Nonlinear optical Zinc mixed bisthiourea Cadmium chloride (BTCC) crystals ... Experimental Growth of Pure BTCC. Crystals. BTCC crystal was synthesized by dissolving AR grade ..... Borwick, âSalt-Based Approach for Frequency Conver-.
curative treatment of various cancers such as, testicular teratoma ... and neck and testicular cancers. ..... mutagenicity in mice treated with niclosamide. Mutation ...
Ni per rat) did not alter the blood hematocrit or reticulocyte count during six weeks of observation. .... search Laboratory, INCO Ltd., Clarkson, Ontario,. Canada.
no nickel in MT-fractions obtained by gel-filtration chromatography of hepatic cytosol from Ni[II]-treated rats (table II). Sarkar24-25 reported that 63Ni in renal cy.
ISSN 0895-8378 print/ISSN 1091-7691 online. DOI: 10.3109/08958378.2011.617398. Inhalation Toxicology Downloaded from informahealthcare.com by Cukurova Univ. on ..... and the regulation of neuronal signalling. Trends Pharmacol Sci. 25:317â324. DiFra
Jul 1, 2013 - mass spectrometry (ICP-MS) was carried out to trace the distribution of ... Cyanobacteria; Nickel Chloride; Stress Response;. ICP-MS. 1. INTRODUCTION. The formation of algal blooms is a serious concern around the world. Algal blooms ...
Intestinal absorption of nutrients in rats treated with 2,3,7,8- tetrachlorodibenzo-p-dioxin TCDD. J Toxicol Environ;8:629â38. Bancroft, J.D., Stevens, A. 1986. Theory and Practice of Histological Techniques. Churchill-Livingstone, London. Bhattach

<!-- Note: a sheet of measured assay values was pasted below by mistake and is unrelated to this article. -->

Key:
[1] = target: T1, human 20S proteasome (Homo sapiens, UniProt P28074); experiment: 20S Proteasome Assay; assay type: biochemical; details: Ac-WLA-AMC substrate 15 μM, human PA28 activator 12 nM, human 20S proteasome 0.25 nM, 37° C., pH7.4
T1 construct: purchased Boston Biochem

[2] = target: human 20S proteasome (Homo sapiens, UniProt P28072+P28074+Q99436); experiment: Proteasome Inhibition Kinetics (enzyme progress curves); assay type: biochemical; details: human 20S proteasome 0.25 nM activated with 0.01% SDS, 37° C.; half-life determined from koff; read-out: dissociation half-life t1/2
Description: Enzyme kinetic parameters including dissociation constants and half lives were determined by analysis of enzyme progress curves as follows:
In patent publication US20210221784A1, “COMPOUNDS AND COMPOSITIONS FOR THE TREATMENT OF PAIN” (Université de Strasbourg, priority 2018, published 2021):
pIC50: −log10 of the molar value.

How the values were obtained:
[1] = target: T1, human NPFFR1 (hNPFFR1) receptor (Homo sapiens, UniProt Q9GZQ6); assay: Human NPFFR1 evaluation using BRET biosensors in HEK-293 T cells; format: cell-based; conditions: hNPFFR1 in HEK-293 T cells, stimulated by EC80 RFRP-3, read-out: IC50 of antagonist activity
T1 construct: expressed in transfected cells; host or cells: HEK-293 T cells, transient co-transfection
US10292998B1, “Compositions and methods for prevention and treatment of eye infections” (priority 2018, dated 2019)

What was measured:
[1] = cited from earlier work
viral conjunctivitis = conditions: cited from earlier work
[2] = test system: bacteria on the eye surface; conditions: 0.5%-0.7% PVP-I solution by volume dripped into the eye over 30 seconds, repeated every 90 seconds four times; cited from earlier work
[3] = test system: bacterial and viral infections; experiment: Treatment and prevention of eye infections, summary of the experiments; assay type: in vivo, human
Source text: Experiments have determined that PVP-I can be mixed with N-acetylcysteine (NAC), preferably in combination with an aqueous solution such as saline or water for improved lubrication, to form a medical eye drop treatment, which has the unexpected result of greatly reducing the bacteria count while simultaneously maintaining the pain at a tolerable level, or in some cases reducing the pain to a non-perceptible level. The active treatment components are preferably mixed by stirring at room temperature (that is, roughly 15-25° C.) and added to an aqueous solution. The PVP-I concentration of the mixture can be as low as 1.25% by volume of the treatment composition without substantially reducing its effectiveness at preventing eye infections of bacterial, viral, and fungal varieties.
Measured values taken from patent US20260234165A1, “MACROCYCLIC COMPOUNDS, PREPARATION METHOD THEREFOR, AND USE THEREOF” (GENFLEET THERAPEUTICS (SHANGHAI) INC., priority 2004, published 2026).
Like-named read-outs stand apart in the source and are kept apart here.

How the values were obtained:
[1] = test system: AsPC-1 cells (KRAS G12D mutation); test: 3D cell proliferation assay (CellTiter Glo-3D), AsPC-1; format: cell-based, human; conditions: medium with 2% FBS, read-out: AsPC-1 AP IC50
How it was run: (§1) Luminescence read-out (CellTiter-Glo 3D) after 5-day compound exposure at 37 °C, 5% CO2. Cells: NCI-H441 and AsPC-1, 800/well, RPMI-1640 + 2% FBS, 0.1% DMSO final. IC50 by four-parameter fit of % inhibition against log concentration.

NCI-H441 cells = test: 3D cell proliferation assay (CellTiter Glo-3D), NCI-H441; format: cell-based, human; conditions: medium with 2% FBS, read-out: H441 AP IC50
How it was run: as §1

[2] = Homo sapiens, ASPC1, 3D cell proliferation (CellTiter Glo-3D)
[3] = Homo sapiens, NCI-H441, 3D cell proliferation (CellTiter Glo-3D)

... Farmacologia e BiofÃsica, Instituto de BiociÃªncias, UFRGS, Av. Sarmento. Leite ..... Sei. USA, 75:6149-6153. KUNZ, B.; HANAN, M. A. & HA YNES, H., 1980.
nicotine strongly attenuated staurosporine (STP)-induced apopto- sis. ..... 5A and. 5B). Cultures pretreated with NAC or CAT for 2 h before nicotine addition had ...
Jun 29, 2011 - On hypernatremic challenge, the ... brain of chronic hypernatremic rats (Sterns and Silver, ... receiving lithium chloride (Parkinson et al, 2009).
This experiment was carried out to evaluation usage different levels of Choline Chloride Supplement ... with Duncan test. Three male Japanese quail selected with each pen and slaughtered. Result showed choline chloride supplement in all levels not si
Jul 2, 2013 - and LSD multiple comparison test (p < 0.05) using the SPSS statistical ..... Jaleel CA, Manivannan P, Sankar B, Kishorekumar A, Gopi R et al.
First principles studies of the effect of nickel carbide catalyst composition on carbon nanotube growth. Anders BÃ¶rjessonâ. University of BorÃ¥s, 501 90 BorÃ¥s, ...
Apr 11, 2017 - Effect of Potassium Chloride on the Blood Pressure in Two-Kidney ... In both studies, potassium loading increased fluid intake and urine volume, which were ..... Davis JO, Freeman RH: Mechanisms regulating renin release.
Nov 13, 2017 - Abstract: We analyzed the utility of ammonium chloride (NH4Cl) as a nitrogen source .... High-performance liquid chromatography (PerkinElmer.
comprising of fungicides like Chlorthalonil, Carbendazim, Fenarimol and Zineb, insecticides like Deltamethrin, Malathion, Malaoxon,. Isomalathion, Permethrin ...
faba bean: new loci from Orobanche-resistant cultivar. "Giza 402". Plant Breeding, 128-155. Zienolddiny, S., D.H. Svendsrud, D. Ryberg, A.B. Mikalsen and.
The effect of heavy metal nickel chloride on germination, growth and biochemical parameters of Phaseolusmungo L. was studied. Application of various concentrations from 3mM to 15mM decreased the percentage of growth, pigment content and increased the
Mar 30, 2014 - www.iajpr.com. Page. 14. 4. 9. Indo American Journal of Pharmaceutical Research, 2014. ISSN NO: 2231-6876. Journal home page:.